Government is considering allowing the Zimbabwe Revenue Authority to retain a certain percentage of its revenue collections to cater for operational obligations, Secretary to the Ministry of Finance and Economic Development George Guvamatanga said last week.
While making remarks at Zimra’s 2019-2023 Strategic Planning Stakeholder Consultative Workshop, Guvamatanga said his ministry would: “Want to work on a process, which says for your operations and your capex, I will give you this percentage of your revenue collected.”
In 2017, Zimra’s gross annual collections amounted to $3,978 billion. Net collections after deducting refunds of $228,28 million amounted to $3,750 billion against a target of $3,400 billion.
If Government is to go ahead with the new plans, the move will act as an incentive to the revenue collector, and might also curb corrupt tendencies as officials would be adequately catered for. So if you want more money, collect more money, he told Zimra’s top executives including Commissioner General Faith Mazani.
“So it becomes standing to say look, PS (Permanent Secretary), this is what we have collected, this is the percentage that you promised, so that’s where I want to get with the CG (Zimra’s Commissioner General) to say look I will commit to give you this percentage of whatever revenue you collect. I will account for it, but I will give it to you, so if you guys want your living conditions to improve, if you want your salaries to improve, just raise more money,” said Guvamatanga.
He said the provision of resources to Zimra is important as it will help the tax authority become efficient and effective.
“We do understand that if you are expecting effective and efficient operations, there should be adequate resources, people cannot be in Beitbridge without air condition, or people cannot be crammed in single rooms and single beds,” he said.
Guvamatanga said he will visit all the facilities to get on the ground understanding of requirements before finalising both the National and Zimra’s budget for 2019.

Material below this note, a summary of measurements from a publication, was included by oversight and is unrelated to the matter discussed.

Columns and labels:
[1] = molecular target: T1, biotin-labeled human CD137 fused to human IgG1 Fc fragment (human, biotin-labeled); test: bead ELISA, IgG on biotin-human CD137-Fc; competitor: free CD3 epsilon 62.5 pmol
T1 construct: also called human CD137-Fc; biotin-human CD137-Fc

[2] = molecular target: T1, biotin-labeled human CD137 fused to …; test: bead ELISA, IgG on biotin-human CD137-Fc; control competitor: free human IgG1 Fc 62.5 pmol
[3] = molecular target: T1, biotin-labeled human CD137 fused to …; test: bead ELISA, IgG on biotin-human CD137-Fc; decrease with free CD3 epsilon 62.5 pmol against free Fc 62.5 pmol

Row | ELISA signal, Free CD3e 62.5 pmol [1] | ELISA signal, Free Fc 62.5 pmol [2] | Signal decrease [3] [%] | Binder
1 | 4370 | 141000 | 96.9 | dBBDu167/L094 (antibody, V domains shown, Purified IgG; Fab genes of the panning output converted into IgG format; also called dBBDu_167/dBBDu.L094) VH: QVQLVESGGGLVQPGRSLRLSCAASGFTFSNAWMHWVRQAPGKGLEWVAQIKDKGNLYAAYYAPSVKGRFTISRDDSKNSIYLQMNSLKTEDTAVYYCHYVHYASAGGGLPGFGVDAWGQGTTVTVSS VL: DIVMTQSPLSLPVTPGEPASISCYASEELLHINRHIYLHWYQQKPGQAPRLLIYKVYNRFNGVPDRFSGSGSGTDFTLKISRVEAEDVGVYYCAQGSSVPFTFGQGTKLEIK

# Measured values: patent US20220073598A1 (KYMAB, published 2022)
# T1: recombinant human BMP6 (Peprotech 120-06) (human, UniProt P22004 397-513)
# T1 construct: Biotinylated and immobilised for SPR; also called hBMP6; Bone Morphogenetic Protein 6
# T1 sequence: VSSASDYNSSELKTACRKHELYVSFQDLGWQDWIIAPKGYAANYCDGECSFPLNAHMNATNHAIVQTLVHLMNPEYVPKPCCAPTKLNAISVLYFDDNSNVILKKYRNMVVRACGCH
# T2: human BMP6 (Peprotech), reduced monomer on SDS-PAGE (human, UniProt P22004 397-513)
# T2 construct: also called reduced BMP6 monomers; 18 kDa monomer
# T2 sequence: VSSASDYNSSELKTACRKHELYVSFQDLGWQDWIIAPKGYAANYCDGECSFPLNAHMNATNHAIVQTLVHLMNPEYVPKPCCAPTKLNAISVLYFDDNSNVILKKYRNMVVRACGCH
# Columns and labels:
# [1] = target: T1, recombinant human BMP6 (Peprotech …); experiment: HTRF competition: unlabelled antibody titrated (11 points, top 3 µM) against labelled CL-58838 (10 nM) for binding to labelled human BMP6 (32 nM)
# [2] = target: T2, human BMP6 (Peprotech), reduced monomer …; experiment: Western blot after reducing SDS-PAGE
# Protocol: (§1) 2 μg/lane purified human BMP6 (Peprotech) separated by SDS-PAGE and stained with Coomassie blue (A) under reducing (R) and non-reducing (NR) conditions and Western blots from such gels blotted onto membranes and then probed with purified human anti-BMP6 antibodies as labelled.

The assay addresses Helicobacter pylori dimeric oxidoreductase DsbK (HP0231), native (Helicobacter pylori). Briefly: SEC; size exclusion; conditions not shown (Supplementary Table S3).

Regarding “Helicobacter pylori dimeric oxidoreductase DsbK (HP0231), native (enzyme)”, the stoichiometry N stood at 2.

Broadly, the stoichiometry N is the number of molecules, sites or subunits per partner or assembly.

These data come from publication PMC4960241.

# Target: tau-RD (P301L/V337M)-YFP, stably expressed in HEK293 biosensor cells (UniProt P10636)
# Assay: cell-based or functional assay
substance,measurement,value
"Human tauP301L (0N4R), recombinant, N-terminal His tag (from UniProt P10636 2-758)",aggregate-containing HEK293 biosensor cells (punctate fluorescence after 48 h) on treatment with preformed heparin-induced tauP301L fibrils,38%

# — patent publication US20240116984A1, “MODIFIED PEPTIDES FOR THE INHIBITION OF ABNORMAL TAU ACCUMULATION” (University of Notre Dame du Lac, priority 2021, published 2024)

Some analysts view the move as progressive.
“Having a standing allocation that is agreed upfront between the tax collector, Zimra and the Ministry of Finance is a very progressive development as it reduces unnecessary back and forth negotiating for funding,” said Walter Mandeya an analyst with Trigrams Investment.
“This also encourages transparency as Zimra and its employees remain incentivised to increase tax collections. We would like to see the same thinking applied to key social ministries and departments ensuring that these basic service areas have guaranteed funding.
“With the budget set for presentation in November, we will be looking forward to seeing greater standardisation of allocations along the lines being proposed by Permanent Secretary Guvamatanga,” he said.
Meanwhile, Mazani said the issue of the debt that Zimra is owed by tax payers, is really a big problem that the tax authority is struggling to dealing with.
High debt continues to negatively affect Zimra’s optimum revenue collection, as obligations increased to $4,55 billion during the third quarter ended September 30, 2018. In 2017 alone, total debt increased by 47,57 percent.
Mazani said there are situations where “the salaries have been paid that include the pay as you earn (PAYE) but the PAYE is not remitted, the VAT is collected but is put in somebody’s cash flow.”
“Yes on the companies I know it then becomes an issue, these are parastatal companies that’s another discussion, but you will find out, the biggest challenge is where those companies are owed by parastatal, or municipalities, which are given money but are not managing to pay. There is an element of mismanagement, so let’s have that commitment because Government should be able to give you money, but it is depending on that money coming back,” said Mazani.
“If it means we are going to attach assets of parastatals, we are going to have to do it,” she said.
Guvamatanga, in response said some of the debt that is on the books of Zimra, constituting approximately 14 percent, is inter-Government debt and Government would want to clean up some of the outstanding debt and might also consider setting off some of it.
“I think I have taken a very closer look at the debt profile (debts owed to Zimra) and there are 14 percent of that debt is inter-Government debt, and we want to clean up most of the outstanding issues on debt. Debt between industry and Government, debt between inter-Governmental institutions.
“I think where there is an opportunity for set-offs, we will consider it, because most of the debt has been outstanding for a very long time,” he said.
Guvamatanga said in normal business environments, the long outstanding debts would have been written off.
“But the underlying message is that where there is an opportunity for set-offs, we will consider those opportunities,” he said.